Earlier today, April 25th 2019, an old friend of mine from Ethiopia going by the name of “Sc0rpi0nGh0s7” of “Shad0w Security” released a massive leak on behalf of #OpJulian – a spinoff the international hacking operations known as #OpEcuador and #OpAssange, all launched in protest of the arrest of Julian Assange two weeks ago. This was also their second such major hacking event of the last week, following a separate hack, leak and defacement of Geographic Management System of Ecuador on April 22nd. While the leak that day was taken down within hours of its initial release before anyone could back it up, fortunately, Rogue Media Labs has backup today’s release before anyone could touch it.

The database itself is large, featuring a 514 Megabyte zip file of various text files stolen from the servers of various Ecuadorian websites. Honestly, it’s too much data to all summarize here. So, if you you are interested in learning more, you are invited to download either of the files located below – both certified safe to the browsing public.

Target 04/22/2019: hxxp://

Data Leak 04/25/2019:
Data Leak Backup:

Declassified Documents from CIA Reveal US Political Interference South America Throughout The Cold War

So, this article is going to be a little bit difficult to piece together and involves a lot of information you were never technically supposed to see, but now can. This is because, for those of you whom might not have been aware, the US intelligence community just finished wrapping up a declassified document dump 3 years in the making last Friday – April 12th 2019. Officially entitled the “Argentina Declassification Project” and originally ordered by Barack Obama in 2016, the now browse-able archive is home to literally tens of thousands of declassified documents centering around Argentina and Argentinian history – including up on through the end of WW2 and into the Cold War.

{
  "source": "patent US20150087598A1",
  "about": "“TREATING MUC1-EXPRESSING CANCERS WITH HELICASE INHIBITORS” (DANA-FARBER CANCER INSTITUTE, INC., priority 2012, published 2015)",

However, what makes these documents particularly unique, and just as equally controversial, are direct references to operations carried out by the US Central Intelligence Agency, US military and our allies abroad – including France and England. What I mean to say is that the documents almost accidentally reveal/outline US War strategy throughout the course of the Cold War, and chronicle top-secret CIA missions that no one has ever heard or seen of before – because these documents have remained classified for the better part of the last 5 decades! In a weird way, the documents released last week almost throw the US and some of our closest allies completely under the bus – something I don’t believe was Obama’s original intention – or maybe perhaps it was? 🤔

Browse Full Archive – Argentina Declassification Project:

Interestingly enough, in 2016 President Obama initially referred to the directive to release these documents as a “humanitiarian gesture” extended towards Argentina, hoping to expose and/or shine light on human rights violations which have crippled the country/region throughout the past. Taking a look at these documents first hand here today, in retrospect, while Obama wasn’t necessarily wrong in his inclinations, he may have wildly under-estimated what would be revealed or how bad it would make the US and CIA look. But then again, maybe Obama did know all along, and this is exactly why he ordered the release – who knows, really?